India's key facts

by Meyer Sosland
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Capital: New Delhi

Population: 1,147,995,898 (July 2008 est.)

Religions: Hindu 80.5%, Muslim 13.4%, Christian 2.3%, Sikh 1.9%, other 1.8%, unspecified 0.1% (2001 census).

Location: Southern Asia, bordering the Arabian Sea and the Bay of Bengal, between Burma and Pakistan.

Government: Federal republic; chief of state: President Pratibha Patil (since July 25, 2007); head of government: Prime Minister Manmohan Singh (since May 22, 2004).

Economy: India’s diverse economy encompasses traditional village farming, modern agriculture, handicrafts, a wide range of modern industries and a multitude of services. Services are the major source of economic growth, accounting for more than half of India’s output with less than one-third of its labor force. About 60% of the workforce is in agriculture, leading the United Progressive Alliance (UPA) government to articulate an economic reform program that includes developing basic infrastructure to improve the lives of the rural poor and boost economic performance. The government has reduced controls on foreign trade and investment. Higher limits on foreign direct investment were permitted in a few key sectors, such as telecommunications. However, tariff spikes in sensitive categories, including agriculture, and incremental progress on economic reforms still hinder foreign access to India’s vast and growing market. Privatization of government-owned industries remains stalled and continues to generate political debate; populist pressure from within the UPA government and from its Left Front allies continues to restrain needed initiatives. The economy has posted an average growth rate of more than 7% in the decade since 1997, reducing poverty by about 10 percentage points. India achieved 8.5% GDP growth in 2006, and again in 2007, significantly expanding production of manufactures. India is capitalizing on its large numbers of well-educated people skilled in the English language to become a major exporter of software services and software workers. Economic expansion has helped New Delhi continue to make progress in reducing its federal fiscal deficit. However, strong growth combined with easy consumer credit and a real estate boom fueled inflation concerns in 2006 and 2007, leading to a series of central bank interest rate hikes that have slowed credit growth and eased inflation concerns. The huge and growing population is the fundamental social, economic and environmental problem.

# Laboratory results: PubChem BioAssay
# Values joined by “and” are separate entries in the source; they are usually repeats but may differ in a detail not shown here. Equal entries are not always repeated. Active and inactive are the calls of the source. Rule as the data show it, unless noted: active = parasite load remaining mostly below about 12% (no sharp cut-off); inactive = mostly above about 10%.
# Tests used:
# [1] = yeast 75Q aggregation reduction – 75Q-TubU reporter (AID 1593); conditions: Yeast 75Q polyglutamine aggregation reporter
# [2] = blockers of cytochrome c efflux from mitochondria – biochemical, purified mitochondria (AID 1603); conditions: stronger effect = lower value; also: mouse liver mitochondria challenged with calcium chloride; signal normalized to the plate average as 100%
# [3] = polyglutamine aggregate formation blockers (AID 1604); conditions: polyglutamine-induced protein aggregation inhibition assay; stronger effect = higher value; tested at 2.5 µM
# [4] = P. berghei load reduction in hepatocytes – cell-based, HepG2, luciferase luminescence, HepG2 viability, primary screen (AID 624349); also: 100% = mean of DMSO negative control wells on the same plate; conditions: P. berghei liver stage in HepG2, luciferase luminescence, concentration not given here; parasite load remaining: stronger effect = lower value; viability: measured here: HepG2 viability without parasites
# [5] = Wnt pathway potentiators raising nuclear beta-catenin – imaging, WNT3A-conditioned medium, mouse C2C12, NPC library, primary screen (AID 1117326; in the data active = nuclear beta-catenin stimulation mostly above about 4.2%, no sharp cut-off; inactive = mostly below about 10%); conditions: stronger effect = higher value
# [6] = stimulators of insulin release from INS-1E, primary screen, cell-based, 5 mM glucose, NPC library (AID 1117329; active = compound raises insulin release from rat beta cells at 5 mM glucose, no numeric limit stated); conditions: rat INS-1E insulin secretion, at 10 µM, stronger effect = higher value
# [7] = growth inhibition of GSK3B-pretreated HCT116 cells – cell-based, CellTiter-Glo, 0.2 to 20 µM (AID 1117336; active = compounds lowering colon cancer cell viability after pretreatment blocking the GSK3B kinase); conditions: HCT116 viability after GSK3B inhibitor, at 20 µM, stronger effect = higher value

GDP per capita: $2,700 (2007 est.); Inflation: 5.9% (2007 est.); unemployment 7.2% (2007 est.).

Currency: Indian rupee; 1 U.S. dollar = 39.8338 Indian rupees (April 21, 2008).

Exports: $140.8 billion f.o.b. (2007 est.): petroleum products, textile goods, gems and jewelry, engineering goods, chemicals, leather manufactures.

Imports: $224.1 billion f.o.b. (2007 est.): crude oil, machinery, gems, fertilizer, chemicals.

Major crops/agricultural products: Rice, wheat, oilseeds, cotton, jute, tea, sugarcane, potatoes; cattle, water buffalo, sheep, goats, poultry, fish.

Agriculture: 16.6% of GDP and 60% of the labor force.

Internet: Code. .in; 2.306 million (2007) hosts and 60 million (2004) users.

Source: CIA World Factbook